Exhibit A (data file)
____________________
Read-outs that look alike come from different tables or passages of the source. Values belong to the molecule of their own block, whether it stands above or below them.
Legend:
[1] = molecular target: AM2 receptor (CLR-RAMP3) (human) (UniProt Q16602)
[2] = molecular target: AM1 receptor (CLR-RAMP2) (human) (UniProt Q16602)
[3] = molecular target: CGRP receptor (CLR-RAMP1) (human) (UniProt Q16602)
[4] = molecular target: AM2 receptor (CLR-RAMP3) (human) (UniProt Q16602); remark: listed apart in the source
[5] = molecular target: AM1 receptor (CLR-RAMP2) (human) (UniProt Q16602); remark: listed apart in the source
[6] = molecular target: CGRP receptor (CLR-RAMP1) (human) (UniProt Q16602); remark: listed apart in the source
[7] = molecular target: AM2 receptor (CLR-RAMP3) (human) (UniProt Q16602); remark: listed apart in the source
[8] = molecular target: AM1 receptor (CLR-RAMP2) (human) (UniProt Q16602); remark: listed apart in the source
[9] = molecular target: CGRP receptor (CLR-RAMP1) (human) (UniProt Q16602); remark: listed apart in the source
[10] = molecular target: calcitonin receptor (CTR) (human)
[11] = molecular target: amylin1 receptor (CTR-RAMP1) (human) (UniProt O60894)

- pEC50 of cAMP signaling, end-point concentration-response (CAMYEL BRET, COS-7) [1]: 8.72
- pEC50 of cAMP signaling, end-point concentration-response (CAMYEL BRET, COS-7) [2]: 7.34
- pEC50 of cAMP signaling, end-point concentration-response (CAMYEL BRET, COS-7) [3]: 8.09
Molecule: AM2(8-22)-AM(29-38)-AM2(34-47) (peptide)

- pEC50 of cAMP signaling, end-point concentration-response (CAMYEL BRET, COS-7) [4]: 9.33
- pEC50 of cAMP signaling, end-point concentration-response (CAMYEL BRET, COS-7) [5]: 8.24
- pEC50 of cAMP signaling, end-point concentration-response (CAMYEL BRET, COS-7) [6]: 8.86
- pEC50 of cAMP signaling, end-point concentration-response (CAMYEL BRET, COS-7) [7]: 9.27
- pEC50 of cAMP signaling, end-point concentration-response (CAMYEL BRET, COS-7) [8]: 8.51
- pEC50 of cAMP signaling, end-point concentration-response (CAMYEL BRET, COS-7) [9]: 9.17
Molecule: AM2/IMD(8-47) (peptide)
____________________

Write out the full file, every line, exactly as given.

Read-outs that look alike come from different tables or passages of the source. Values belong to the molecule of their own block, whether it stands above or below them.
Legend:
[1] = molecular target: AM2 receptor (CLR-RAMP3) (human) (UniProt Q16602)
[2] = molecular target: AM1 receptor (CLR-RAMP2) (human) (UniProt Q16602)
[3] = molecular target: CGRP receptor (CLR-RAMP1) (human) (UniProt Q16602)
[4] = molecular target: AM2 receptor (CLR-RAMP3) (human) (UniProt Q16602); remark: listed apart in the source
[5] = molecular target: AM1 receptor (CLR-RAMP2) (human) (UniProt Q16602); remark: listed apart in the source
[6] = molecular target: CGRP receptor (CLR-RAMP1) (human) (UniProt Q16602); remark: listed apart in the source
[7] = molecular target: AM2 receptor (CLR-RAMP3) (human) (UniProt Q16602); remark: listed apart in the source
[8] = molecular target: AM1 receptor (CLR-RAMP2) (human) (UniProt Q16602); remark: listed apart in the source
[9] = molecular target: CGRP receptor (CLR-RAMP1) (human) (UniProt Q16602); remark: listed apart in the source
[10] = molecular target: calcitonin receptor (CTR) (human)
[11] = molecular target: amylin1 receptor (CTR-RAMP1) (human) (UniProt O60894)

- pEC50 of cAMP signaling, end-point concentration-response (CAMYEL BRET, COS-7) [1]: 8.72
- pEC50 of cAMP signaling, end-point concentration-response (CAMYEL BRET, COS-7) [2]: 7.34
- pEC50 of cAMP signaling, end-point concentration-response (CAMYEL BRET, COS-7) [3]: 8.09
Molecule: AM2(8-22)-AM(29-38)-AM2(34-47) (peptide)

- pEC50 of cAMP signaling, end-point concentration-response (CAMYEL BRET, COS-7) [4]: 9.33
- pEC50 of cAMP signaling, end-point concentration-response (CAMYEL BRET, COS-7) [5]: 8.24
- pEC50 of cAMP signaling, end-point concentration-response (CAMYEL BRET, COS-7) [6]: 8.86
- pEC50 of cAMP signaling, end-point concentration-response (CAMYEL BRET, COS-7) [7]: 9.27
- pEC50 of cAMP signaling, end-point concentration-response (CAMYEL BRET, COS-7) [8]: 8.51
- pEC50 of cAMP signaling, end-point concentration-response (CAMYEL BRET, COS-7) [9]: 9.17
Molecule: AM2/IMD(8-47) (peptide)